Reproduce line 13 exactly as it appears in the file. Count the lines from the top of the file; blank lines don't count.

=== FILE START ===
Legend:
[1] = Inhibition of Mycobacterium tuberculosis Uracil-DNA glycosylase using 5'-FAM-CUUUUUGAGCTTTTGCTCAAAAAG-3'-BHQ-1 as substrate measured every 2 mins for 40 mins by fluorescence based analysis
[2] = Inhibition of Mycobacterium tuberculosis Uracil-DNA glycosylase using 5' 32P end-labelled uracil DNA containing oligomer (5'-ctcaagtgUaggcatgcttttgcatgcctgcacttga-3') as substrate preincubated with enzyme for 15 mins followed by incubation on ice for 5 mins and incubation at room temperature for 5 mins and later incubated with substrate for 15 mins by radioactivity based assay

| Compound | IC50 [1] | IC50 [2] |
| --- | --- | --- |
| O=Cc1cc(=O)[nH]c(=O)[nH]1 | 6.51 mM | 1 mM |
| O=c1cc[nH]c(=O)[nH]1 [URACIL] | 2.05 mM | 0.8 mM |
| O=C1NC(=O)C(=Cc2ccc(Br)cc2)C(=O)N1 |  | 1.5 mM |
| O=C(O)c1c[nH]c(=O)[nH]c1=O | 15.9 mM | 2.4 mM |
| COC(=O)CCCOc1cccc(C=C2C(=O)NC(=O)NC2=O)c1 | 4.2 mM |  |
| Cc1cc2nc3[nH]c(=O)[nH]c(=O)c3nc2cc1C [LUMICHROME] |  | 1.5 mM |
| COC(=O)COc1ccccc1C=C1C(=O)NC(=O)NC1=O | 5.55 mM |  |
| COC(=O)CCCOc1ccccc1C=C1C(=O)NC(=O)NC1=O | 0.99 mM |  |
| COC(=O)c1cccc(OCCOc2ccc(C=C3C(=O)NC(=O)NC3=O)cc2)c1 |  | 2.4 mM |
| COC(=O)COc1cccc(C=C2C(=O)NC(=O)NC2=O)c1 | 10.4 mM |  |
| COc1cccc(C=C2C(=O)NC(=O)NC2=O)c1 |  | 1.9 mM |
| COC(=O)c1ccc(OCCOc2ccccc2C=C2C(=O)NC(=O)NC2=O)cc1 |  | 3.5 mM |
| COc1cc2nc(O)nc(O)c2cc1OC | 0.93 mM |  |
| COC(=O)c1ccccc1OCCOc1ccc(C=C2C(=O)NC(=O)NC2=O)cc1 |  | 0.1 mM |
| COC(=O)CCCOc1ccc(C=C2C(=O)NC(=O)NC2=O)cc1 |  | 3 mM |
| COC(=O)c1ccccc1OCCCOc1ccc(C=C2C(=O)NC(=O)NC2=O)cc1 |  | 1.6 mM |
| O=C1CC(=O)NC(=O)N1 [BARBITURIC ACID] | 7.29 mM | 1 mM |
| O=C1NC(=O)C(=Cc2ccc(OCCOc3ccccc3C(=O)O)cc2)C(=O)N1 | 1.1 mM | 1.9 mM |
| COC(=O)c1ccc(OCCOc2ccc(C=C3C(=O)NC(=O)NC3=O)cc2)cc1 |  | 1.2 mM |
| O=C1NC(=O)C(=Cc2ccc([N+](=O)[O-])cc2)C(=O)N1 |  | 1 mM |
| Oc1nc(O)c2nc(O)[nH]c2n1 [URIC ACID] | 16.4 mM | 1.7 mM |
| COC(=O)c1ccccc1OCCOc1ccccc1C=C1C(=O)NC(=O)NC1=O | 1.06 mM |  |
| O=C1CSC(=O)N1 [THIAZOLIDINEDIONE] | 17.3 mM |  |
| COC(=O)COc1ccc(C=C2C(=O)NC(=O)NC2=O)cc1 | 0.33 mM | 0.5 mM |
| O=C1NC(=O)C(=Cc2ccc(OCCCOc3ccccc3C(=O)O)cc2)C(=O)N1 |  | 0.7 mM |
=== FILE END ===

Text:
| COC(=O)CCCOc1ccccc1C=C1C(=O)NC(=O)NC1=O | 0.99 mM |  |